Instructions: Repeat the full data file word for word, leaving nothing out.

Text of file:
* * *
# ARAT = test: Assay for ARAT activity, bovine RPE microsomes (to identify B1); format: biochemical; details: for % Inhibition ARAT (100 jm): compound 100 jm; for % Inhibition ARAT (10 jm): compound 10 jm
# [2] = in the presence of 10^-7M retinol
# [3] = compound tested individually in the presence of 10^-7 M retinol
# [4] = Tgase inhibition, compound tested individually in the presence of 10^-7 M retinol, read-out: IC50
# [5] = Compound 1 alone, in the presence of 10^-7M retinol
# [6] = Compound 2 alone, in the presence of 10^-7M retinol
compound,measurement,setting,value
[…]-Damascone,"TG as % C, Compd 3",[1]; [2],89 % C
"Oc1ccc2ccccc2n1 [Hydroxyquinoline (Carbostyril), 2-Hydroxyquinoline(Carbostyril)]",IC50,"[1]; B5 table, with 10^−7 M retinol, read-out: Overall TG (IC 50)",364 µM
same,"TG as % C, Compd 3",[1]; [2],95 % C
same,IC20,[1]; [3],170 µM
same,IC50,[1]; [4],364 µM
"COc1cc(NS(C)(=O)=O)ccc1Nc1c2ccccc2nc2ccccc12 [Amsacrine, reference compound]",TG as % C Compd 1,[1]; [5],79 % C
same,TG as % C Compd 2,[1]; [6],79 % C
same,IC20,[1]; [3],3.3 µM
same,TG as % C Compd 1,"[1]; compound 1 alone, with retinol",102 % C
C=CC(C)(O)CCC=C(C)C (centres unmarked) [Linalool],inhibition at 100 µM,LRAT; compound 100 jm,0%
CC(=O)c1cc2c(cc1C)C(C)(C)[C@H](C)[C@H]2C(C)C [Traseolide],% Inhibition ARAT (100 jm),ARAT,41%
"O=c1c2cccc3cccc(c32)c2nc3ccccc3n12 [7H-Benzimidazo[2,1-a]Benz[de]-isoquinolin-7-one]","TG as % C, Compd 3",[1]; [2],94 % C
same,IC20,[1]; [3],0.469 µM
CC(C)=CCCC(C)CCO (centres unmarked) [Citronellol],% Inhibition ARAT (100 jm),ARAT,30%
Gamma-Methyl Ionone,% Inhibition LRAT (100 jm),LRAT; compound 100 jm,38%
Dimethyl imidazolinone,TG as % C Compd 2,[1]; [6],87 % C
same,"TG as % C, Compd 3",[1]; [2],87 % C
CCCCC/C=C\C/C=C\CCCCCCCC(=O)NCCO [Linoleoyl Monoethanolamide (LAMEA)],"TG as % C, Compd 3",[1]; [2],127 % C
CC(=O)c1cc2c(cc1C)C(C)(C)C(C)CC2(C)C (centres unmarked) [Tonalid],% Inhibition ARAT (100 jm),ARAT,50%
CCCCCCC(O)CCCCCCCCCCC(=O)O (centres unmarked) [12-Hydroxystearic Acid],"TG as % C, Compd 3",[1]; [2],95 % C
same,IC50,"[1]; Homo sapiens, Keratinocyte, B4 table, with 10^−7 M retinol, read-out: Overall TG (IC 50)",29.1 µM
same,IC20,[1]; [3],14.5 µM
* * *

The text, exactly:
# ARAT = test: Assay for ARAT activity, bovine RPE microsomes (to identify B1); format: biochemical; details: for % Inhibition ARAT (100 jm): compound 100 jm; for % Inhibition ARAT (10 jm): compound 10 jm
# [2] = in the presence of 10^-7M retinol
# [3] = compound tested individually in the presence of 10^-7 M retinol
# [4] = Tgase inhibition, compound tested individually in the presence of 10^-7 M retinol, read-out: IC50
# [5] = Compound 1 alone, in the presence of 10^-7M retinol
# [6] = Compound 2 alone, in the presence of 10^-7M retinol
compound,measurement,setting,value
[…]-Damascone,"TG as % C, Compd 3",[1]; [2],89 % C
"Oc1ccc2ccccc2n1 [Hydroxyquinoline (Carbostyril), 2-Hydroxyquinoline(Carbostyril)]",IC50,"[1]; B5 table, with 10^−7 M retinol, read-out: Overall TG (IC 50)",364 µM
same,"TG as % C, Compd 3",[1]; [2],95 % C
same,IC20,[1]; [3],170 µM
same,IC50,[1]; [4],364 µM
"COc1cc(NS(C)(=O)=O)ccc1Nc1c2ccccc2nc2ccccc12 [Amsacrine, reference compound]",TG as % C Compd 1,[1]; [5],79 % C
same,TG as % C Compd 2,[1]; [6],79 % C
same,IC20,[1]; [3],3.3 µM
same,TG as % C Compd 1,"[1]; compound 1 alone, with retinol",102 % C
C=CC(C)(O)CCC=C(C)C (centres unmarked) [Linalool],inhibition at 100 µM,LRAT; compound 100 jm,0%
CC(=O)c1cc2c(cc1C)C(C)(C)[C@H](C)[C@H]2C(C)C [Traseolide],% Inhibition ARAT (100 jm),ARAT,41%
"O=c1c2cccc3cccc(c32)c2nc3ccccc3n12 [7H-Benzimidazo[2,1-a]Benz[de]-isoquinolin-7-one]","TG as % C, Compd 3",[1]; [2],94 % C
same,IC20,[1]; [3],0.469 µM
CC(C)=CCCC(C)CCO (centres unmarked) [Citronellol],% Inhibition ARAT (100 jm),ARAT,30%
Gamma-Methyl Ionone,% Inhibition LRAT (100 jm),LRAT; compound 100 jm,38%
Dimethyl imidazolinone,TG as % C Compd 2,[1]; [6],87 % C
same,"TG as % C, Compd 3",[1]; [2],87 % C
CCCCC/C=C\C/C=C\CCCCCCCC(=O)NCCO [Linoleoyl Monoethanolamide (LAMEA)],"TG as % C, Compd 3",[1]; [2],127 % C
CC(=O)c1cc2c(cc1C)C(C)(C)C(C)CC2(C)C (centres unmarked) [Tonalid],% Inhibition ARAT (100 jm),ARAT,50%
CCCCCCC(O)CCCCCCCCCCC(=O)O (centres unmarked) [12-Hydroxystearic Acid],"TG as % C, Compd 3",[1]; [2],95 % C
same,IC50,"[1]; Homo sapiens, Keratinocyte, B4 table, with 10^−7 M retinol, read-out: Overall TG (IC 50)",29.1 µM
same,IC20,[1]; [3],14.5 µM